We all love stretching our hard-earned cash as far as possible – but there are times when it’s better to go all in. We’re not talking about paying exorbitant fees for basic things. We’re talking about using your discretion to know when you probably shouldn’t haggle, wait for a sale, or get it on the cheap.
Here are seven examples we think are better to indulge in than scrimp on:
The idea is simple: Pay a little each month to avoid paying a crippling amount in the event of a loss. Medical aid, car insurance, and life insurance are the essentials (life insurance is only an essential if you have children/dependants or own property). Add on household insurance if you can for a little more peace of mind.
Household upkeep works on the same principle as insurance. A little here and there in maintenance fees goes a long way toward avoiding hefty bills and the real inconvenience of repairing things, like burst geysers and serious roof damage.
3 Higher learning
Whether you want to up skill and improve your current work prospects, or you’re looking for a change in direction, that part-time course you’ve been eyeing will be worth it. Knowledge and skill are always worthwhile.
4 GP visits
These can be quite pricey, but the price of a check-up is better than the scary price involved in treatment for a serious illness. Regular check-ups will ensure that you aren’t in the dark about anything that can be prevented or easily fixed if caught early. You should be getting a Pap smear and a skin mole exam every three years, along with a dental exam every six months to a year, and a cholesterol test as often as your GP tells you to. After 40, add mammograms and blood sugar tests every two to three years to the list of non-negotiables.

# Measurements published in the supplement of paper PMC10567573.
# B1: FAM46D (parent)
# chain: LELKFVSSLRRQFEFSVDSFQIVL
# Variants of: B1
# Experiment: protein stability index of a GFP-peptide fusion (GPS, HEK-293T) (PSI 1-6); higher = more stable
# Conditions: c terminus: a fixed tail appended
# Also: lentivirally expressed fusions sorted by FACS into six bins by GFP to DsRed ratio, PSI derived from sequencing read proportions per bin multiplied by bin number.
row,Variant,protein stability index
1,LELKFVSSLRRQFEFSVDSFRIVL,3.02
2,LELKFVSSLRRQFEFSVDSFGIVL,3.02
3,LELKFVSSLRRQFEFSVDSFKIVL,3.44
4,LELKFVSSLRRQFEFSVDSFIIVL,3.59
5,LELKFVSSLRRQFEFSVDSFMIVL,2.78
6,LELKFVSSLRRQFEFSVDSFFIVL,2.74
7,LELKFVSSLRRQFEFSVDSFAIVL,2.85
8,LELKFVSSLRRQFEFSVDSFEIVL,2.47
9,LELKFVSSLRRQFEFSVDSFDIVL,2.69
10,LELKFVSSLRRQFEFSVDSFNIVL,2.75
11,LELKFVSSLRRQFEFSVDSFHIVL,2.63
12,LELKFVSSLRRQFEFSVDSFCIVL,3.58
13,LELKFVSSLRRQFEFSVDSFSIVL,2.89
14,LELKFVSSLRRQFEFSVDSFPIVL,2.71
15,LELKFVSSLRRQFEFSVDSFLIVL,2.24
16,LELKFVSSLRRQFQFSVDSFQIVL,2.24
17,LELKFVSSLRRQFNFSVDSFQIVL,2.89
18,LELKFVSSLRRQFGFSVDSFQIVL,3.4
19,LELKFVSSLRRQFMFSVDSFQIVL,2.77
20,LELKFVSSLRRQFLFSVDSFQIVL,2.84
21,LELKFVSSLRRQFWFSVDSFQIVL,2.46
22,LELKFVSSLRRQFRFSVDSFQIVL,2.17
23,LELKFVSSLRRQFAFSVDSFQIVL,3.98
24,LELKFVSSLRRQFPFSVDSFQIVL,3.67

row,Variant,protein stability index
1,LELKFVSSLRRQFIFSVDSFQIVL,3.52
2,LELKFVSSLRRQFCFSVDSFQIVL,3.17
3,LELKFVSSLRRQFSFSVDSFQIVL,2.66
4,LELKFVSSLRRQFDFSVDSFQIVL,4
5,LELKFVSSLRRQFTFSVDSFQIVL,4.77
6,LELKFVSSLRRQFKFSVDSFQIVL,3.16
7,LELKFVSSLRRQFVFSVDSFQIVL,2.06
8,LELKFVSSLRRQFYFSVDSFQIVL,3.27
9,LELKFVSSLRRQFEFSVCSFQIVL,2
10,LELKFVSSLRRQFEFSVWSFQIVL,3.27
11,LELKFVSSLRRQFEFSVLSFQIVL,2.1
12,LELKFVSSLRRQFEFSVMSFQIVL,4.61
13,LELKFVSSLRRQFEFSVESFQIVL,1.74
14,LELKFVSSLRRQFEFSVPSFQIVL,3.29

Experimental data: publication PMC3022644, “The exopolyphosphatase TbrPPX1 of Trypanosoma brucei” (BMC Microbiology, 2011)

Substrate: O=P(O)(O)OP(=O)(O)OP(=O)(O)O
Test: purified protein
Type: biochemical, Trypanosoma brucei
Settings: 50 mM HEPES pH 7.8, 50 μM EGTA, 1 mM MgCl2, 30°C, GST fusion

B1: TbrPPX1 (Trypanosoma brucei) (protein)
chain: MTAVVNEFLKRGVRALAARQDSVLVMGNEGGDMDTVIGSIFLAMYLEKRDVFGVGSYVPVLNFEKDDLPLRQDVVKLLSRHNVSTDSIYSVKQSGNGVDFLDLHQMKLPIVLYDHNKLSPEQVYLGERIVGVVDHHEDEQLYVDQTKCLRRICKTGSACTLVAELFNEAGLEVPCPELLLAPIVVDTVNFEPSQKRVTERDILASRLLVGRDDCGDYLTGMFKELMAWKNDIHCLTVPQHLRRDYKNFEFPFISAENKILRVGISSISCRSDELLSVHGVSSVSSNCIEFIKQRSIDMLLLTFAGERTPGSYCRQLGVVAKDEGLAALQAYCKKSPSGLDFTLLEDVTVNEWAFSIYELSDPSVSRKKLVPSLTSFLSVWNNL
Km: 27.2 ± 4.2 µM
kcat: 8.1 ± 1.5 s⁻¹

You know this – if that price for that cut looks too good to be true, it probably is. Save yourself the few extra hundred by getting it right the first time so you don’t have to shell out a second time to fix the botched job.
6 Quality fashion
Specifically, invest in good shoes and handbags. Accessories often make better investment pieces than clothing (especially when they are luxury level leather pieces), as they give you better cost per wear – you can’t wear the same dress every day for a month, but you can do that with a handbag. Also invest in good outerwear. A good winter coat can last years, and will give you almost as much wear as a great pair of shoes. Choose well and your investment pieces will be well worth the cash.
If you know that keeping fit isn’t something you can do on your own, it is something you should pay for. Exercising alone with a DVD or some Youtube videos isn’t for everyone, but no one should neglect physical health. Far too many of us do. Invest some time and money in finding a form of exercise you enjoy and sticking to it. There are StairMasters and treadmills at the local gym for the more straightforward, Zumba and hip hop dance classes for a little more fun, and running clubs for those who enjoy groups and the great outdoors. Also spend a bit more on fresh, healthy food. Good fuel plus proper maintenance equals top performance.